Much fuss in the Conservative Party's internal newsletter over the (lack of) activities of so-called `bed-blocking' older Tory MPs. Apparently, the Conservative Chief Whip is,
Michael Mates, a member of Lord Butler's committee, voted in only 30 per cent of divisions, the worst record of any Tory MP. Stephen Dorrell, the member for Charnwood and once secretary of state for health, asked no oral questions and voted in only 33 per cent of divisions.
To be honest, this story sounded like bollocks when I read it and a little work demonstrates that I was right. They Work For You collects `performance' data for individual MPs: the number of speeches they make and written questions they ask, the number of divisions (votes) they attend, and what fraction of messages sent them through Fax Your MP are answered within a fortnight. The Tories' own site has biographies of the individual MPs, which usually mention their dates of birth. (I couldn't find the dates of birth of 16 of 169 Tory MPs; this won't significantly affect the results.)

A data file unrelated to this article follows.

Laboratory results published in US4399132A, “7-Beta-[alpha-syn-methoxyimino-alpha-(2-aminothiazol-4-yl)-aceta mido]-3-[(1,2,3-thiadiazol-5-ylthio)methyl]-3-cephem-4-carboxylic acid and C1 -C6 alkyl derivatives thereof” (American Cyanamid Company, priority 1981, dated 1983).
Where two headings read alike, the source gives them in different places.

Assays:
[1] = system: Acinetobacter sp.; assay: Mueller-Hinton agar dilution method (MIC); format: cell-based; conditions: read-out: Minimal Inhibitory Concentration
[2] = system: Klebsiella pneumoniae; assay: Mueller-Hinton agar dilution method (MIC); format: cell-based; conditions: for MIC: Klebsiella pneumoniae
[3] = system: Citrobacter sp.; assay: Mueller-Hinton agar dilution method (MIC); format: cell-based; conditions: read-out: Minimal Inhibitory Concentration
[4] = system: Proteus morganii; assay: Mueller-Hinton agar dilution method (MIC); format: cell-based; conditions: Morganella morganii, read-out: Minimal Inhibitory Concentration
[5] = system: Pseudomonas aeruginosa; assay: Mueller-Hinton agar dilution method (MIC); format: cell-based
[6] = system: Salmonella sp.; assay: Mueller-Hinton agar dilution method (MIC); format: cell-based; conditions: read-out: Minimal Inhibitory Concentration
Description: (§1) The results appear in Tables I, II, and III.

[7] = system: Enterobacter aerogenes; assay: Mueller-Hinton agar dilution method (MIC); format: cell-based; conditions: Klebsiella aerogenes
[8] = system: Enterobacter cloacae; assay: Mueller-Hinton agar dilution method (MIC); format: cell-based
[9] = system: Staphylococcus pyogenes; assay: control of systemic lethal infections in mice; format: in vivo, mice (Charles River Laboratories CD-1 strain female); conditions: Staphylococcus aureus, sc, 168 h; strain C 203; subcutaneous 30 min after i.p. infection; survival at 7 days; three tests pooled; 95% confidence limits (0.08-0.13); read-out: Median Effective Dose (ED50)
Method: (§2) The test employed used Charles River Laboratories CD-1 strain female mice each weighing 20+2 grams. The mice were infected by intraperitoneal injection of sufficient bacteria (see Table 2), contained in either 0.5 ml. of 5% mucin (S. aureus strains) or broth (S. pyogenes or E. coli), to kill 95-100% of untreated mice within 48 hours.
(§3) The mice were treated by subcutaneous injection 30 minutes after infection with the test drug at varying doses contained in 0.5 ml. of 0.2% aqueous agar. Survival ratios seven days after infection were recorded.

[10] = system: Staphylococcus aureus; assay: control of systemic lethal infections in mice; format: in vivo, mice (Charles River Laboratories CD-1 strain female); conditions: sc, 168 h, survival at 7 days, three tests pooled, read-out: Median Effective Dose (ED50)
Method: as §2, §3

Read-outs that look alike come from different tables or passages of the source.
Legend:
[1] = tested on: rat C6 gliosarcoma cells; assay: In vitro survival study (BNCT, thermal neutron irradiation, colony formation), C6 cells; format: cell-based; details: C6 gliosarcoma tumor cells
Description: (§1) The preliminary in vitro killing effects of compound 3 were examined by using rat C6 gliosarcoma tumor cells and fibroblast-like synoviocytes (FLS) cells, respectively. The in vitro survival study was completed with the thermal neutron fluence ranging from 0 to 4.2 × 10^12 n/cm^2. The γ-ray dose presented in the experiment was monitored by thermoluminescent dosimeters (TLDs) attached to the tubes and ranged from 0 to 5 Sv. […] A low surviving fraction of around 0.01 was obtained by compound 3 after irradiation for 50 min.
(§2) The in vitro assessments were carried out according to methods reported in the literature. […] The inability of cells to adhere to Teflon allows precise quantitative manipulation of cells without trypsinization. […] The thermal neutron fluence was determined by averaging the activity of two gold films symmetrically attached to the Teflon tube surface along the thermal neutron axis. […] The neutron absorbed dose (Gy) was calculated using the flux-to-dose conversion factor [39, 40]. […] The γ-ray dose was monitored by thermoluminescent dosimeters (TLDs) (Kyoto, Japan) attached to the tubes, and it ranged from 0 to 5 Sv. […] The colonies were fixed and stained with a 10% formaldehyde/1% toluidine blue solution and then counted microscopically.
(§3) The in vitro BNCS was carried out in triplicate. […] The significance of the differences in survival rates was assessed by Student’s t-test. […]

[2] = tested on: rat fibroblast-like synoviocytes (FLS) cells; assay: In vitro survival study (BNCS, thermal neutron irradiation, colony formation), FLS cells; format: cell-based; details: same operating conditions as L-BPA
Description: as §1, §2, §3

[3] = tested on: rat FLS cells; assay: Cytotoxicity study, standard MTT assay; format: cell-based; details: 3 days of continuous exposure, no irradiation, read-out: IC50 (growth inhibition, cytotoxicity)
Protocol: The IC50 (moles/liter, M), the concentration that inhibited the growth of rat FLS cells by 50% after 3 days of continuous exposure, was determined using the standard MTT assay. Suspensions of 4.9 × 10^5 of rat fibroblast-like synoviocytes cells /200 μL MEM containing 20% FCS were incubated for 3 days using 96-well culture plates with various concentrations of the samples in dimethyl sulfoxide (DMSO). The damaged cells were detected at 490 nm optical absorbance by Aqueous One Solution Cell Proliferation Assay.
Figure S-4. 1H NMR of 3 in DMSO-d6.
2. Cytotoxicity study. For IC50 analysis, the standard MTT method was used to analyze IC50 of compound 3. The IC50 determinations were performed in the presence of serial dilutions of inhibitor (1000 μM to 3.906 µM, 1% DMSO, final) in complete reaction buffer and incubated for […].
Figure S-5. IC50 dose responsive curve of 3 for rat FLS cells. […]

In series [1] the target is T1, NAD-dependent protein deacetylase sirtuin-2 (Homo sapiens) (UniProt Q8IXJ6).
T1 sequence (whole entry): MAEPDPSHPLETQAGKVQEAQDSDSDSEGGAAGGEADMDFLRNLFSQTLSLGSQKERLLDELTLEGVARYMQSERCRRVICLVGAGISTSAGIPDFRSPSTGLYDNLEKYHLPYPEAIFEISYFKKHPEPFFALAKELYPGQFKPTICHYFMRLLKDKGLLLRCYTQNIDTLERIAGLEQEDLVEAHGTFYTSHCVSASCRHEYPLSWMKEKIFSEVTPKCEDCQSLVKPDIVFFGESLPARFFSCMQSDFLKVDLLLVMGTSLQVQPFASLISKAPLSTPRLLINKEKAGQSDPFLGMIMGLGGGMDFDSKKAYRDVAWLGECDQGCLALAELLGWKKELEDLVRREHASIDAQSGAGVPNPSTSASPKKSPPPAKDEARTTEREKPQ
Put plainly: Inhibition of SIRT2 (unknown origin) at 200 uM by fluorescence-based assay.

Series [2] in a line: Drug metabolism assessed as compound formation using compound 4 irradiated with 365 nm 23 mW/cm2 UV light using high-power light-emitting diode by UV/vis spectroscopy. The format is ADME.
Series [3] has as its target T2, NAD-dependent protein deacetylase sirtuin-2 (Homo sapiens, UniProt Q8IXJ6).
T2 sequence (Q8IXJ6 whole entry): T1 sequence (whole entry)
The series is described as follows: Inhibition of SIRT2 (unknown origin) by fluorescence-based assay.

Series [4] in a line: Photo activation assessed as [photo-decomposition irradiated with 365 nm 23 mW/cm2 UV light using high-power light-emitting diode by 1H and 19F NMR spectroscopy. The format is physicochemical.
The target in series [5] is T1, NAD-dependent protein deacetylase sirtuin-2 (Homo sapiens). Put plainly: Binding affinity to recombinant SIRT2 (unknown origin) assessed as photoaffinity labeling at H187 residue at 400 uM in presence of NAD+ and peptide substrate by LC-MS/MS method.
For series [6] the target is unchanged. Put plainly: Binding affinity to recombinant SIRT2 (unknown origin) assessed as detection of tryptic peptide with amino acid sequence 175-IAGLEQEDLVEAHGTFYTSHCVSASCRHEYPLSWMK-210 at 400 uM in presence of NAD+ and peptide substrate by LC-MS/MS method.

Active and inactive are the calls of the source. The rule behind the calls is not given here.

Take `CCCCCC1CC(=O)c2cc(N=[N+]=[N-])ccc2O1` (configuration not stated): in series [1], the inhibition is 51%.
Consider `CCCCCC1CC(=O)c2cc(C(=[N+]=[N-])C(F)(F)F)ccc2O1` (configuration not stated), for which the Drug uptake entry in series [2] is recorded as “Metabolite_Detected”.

The ages of Conservative Parliamentarians are (slightly surprisingly) approximately normally distributed with mean 52.6 years and standard deviation 8.5 years. This tells us that `young' is a relative term here; picking an arbitrary cut-off, I've assumed that `young' Tory MPs are those aged 50 or less.
With outliers -- like John Bercow MP, who asks hundreds of written questions per year -- excluded, there are no statistically significant performance differences between `old' (>50 years) and `young' (<50 years) Tory MPs.